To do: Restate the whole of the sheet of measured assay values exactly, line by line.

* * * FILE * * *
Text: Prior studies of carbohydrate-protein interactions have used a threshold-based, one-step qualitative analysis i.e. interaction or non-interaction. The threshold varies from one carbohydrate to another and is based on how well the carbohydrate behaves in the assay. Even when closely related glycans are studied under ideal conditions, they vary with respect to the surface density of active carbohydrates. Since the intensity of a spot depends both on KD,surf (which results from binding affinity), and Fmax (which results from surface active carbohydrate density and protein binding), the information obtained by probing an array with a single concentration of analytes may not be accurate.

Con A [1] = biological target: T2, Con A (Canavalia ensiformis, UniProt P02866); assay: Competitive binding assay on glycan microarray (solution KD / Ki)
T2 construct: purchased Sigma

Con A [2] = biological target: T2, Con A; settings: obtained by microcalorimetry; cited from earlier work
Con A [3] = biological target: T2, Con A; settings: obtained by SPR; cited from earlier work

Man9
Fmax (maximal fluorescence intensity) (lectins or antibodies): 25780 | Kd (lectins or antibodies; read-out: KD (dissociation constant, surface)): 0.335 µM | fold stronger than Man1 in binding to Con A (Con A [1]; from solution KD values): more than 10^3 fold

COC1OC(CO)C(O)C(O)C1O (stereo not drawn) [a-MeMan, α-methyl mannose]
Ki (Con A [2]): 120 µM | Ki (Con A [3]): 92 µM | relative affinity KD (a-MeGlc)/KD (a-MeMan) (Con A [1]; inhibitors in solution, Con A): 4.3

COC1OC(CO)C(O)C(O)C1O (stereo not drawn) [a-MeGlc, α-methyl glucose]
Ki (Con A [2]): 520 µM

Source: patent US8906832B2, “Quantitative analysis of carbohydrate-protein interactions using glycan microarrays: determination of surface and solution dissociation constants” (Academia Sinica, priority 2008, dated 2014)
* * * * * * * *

Text: Prior studies of carbohydrate-protein interactions have used a threshold-based, one-step qualitative analysis i.e. interaction or non-interaction. The threshold varies from one carbohydrate to another and is based on how well the carbohydrate behaves in the assay. Even when closely related glycans are studied under ideal conditions, they vary with respect to the surface density of active carbohydrates. Since the intensity of a spot depends both on KD,surf (which results from binding affinity), and Fmax (which results from surface active carbohydrate density and protein binding), the information obtained by probing an array with a single concentration of analytes may not be accurate.

Con A [1] = biological target: T2, Con A (Canavalia ensiformis, UniProt P02866); assay: Competitive binding assay on glycan microarray (solution KD / Ki)
T2 construct: purchased Sigma

Con A [2] = biological target: T2, Con A; settings: obtained by microcalorimetry; cited from earlier work
Con A [3] = biological target: T2, Con A; settings: obtained by SPR; cited from earlier work

Man9
Fmax (maximal fluorescence intensity) (lectins or antibodies): 25780 | Kd (lectins or antibodies; read-out: KD (dissociation constant, surface)): 0.335 µM | fold stronger than Man1 in binding to Con A (Con A [1]; from solution KD values): more than 10^3 fold

COC1OC(CO)C(O)C(O)C1O (stereo not drawn) [a-MeMan, α-methyl mannose]
Ki (Con A [2]): 120 µM | Ki (Con A [3]): 92 µM | relative affinity KD (a-MeGlc)/KD (a-MeMan) (Con A [1]; inhibitors in solution, Con A): 4.3

COC1OC(CO)C(O)C(O)C1O (stereo not drawn) [a-MeGlc, α-methyl glucose]
Ki (Con A [2]): 520 µM

Source: patent US8906832B2, “Quantitative analysis of carbohydrate-protein interactions using glycan microarrays: determination of surface and solution dissociation constants” (Academia Sinica, priority 2008, dated 2014)